Based on what we’ve seen so far, the Samsung AR glasses will include some serious tracking capabilities. Being able to track a user’s position and motion in relation the world around them is important for accurate projections of AR images and for understanding gestures and facial expressions. But in additional to that, the glasses will also be able to determine if the wearer is standing, walking, running, lying down, hiking, sleeping, speaking, drinking, driving, and commuting, according to the patents from Samsung. Built-in sensors will even be able to identify sweating, the smell of alcohol, and the sound of snoring.
Pop-up alerts could tell wearers how many miles they’ve walked, or alert them about their blood sugar levels or heart problems. Wearers can also get emergency notifications, such as earthquake warnings.
Tourists can get guided tours, or alerts about closing times. Commuters can get notifications about road congestion.
The future of advertising and marketing is in AR
More worrisome, someone walking through a store could get bombarded with virtual advertisements.
“There is potential for engagement in your shopping experience,” Hawksworth said. “Access to coupons and special notifications as you browse the shelves at the grocery store. Perhaps even the opportunity for businesses to provide you access to information and videos regarding their products.”
“With the state of technology and the exponential growth of IoT, I don’t see any of these patent aspects or claims as a dream,” she added. ”It is just a matter of time.”
Marketing companies are already looking forward to taking advantage of the new technology.
“The retailer’s possibilities are endless,” said Ebony Vaz, founder and CEO at technology-driven marketing and promotions company Above Promotions.
Stores and venues will be able to share information without having to add new hardware, she told Hypergrid Business.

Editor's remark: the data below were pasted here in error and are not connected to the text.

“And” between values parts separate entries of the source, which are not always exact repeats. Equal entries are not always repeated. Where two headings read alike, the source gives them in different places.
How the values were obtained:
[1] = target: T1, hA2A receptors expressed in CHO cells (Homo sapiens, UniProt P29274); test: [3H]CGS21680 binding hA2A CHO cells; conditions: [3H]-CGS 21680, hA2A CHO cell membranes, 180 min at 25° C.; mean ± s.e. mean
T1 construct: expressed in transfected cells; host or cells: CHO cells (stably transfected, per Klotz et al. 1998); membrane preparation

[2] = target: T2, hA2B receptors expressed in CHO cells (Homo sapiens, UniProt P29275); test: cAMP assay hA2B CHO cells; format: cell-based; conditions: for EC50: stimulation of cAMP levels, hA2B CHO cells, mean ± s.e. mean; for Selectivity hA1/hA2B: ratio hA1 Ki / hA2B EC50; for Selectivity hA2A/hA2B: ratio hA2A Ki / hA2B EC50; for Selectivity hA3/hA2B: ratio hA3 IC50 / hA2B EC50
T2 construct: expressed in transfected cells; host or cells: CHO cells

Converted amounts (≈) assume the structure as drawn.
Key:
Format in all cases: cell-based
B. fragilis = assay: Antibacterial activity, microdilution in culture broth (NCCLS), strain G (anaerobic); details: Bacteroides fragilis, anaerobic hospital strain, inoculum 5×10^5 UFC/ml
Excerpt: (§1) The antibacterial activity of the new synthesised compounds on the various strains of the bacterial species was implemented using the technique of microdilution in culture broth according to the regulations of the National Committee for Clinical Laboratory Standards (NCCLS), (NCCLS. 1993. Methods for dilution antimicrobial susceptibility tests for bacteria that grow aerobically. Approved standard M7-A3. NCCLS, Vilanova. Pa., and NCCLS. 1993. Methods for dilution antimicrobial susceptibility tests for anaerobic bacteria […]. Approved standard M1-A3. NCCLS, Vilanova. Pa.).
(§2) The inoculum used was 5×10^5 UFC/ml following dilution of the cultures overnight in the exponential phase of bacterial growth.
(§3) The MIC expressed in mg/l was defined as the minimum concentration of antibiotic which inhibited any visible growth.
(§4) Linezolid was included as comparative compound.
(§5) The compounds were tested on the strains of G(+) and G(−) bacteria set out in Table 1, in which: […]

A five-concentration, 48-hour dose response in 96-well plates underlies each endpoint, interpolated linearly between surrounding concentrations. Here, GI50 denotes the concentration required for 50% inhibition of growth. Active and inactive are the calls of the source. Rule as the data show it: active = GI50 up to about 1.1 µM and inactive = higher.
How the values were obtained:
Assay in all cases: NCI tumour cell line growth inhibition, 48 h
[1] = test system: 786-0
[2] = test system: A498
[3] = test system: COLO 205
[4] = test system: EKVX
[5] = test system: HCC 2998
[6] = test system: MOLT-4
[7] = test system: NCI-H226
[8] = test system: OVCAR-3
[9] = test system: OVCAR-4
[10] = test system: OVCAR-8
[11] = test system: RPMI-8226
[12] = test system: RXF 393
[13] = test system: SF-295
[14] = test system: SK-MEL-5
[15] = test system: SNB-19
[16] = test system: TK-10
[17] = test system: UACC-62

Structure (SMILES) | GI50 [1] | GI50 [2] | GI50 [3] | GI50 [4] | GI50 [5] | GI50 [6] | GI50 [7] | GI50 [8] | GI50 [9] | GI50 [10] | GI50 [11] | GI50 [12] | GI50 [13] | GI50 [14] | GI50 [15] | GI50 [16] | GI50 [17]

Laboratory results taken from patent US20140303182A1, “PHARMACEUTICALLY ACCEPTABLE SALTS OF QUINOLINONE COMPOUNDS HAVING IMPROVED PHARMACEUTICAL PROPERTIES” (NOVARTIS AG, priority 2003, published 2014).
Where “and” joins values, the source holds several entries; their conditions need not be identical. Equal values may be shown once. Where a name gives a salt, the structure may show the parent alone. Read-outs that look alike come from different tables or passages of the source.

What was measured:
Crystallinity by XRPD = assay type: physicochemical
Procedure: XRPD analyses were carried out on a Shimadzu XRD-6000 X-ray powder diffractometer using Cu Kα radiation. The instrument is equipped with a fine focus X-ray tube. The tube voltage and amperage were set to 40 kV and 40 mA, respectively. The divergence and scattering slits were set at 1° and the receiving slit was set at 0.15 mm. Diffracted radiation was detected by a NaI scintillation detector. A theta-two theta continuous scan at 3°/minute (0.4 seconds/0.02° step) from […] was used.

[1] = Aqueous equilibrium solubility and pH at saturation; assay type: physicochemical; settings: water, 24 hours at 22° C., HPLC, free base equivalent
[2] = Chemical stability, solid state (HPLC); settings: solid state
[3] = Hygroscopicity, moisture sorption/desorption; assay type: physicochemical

And online retailers will also see opportunities, she added. “Imagine having your customers purchase furniture and decor by seeing it in their home or office without trying to do so on an 8-inch or 11-inch screen.”
Education will also be transformed, she said. “Schools would have a better way of virtual learning. Imagine how dissections in biology or robots in engineering courses could go in a virtual environment.”
No guarantee of success
However, there is a challenge to making all this a reality and good patents don’t also guarantee successful products, said Ed Khalili, a patent Attorney at Founders Legal. He cited an example of Magic Leap who he said failed to immediately realize their patents of an aggressive device, even after raising $2 billion.
“AR is very hard,” he told Hypergrid Business.
Samsung does have some advantages over Magic Leap, he said. Unlike Magic Leap, which was a startup with no consumer products on the market, Samsung is a huge conglomerate with multiple product lines, namely Galaxy, and has users who are much more likely to adopt virtual, augmented, and mixed reality.
“Samsung also has experience with virtual reality headsets, although not too successful,” he added.
Samsung could jump-start the market for AG glasses, for example, by giving them away with Galaxy phones or tablets.
David Kariuki is a technology journalist who has a wide range of experience reporting about modern technology solutions. A graduate of Kenya's Moi University, he also writes for Hypergrid Business, Cleanleap, and has previously worked for Resources Quarterly and Construction Review. Email him at [email protected].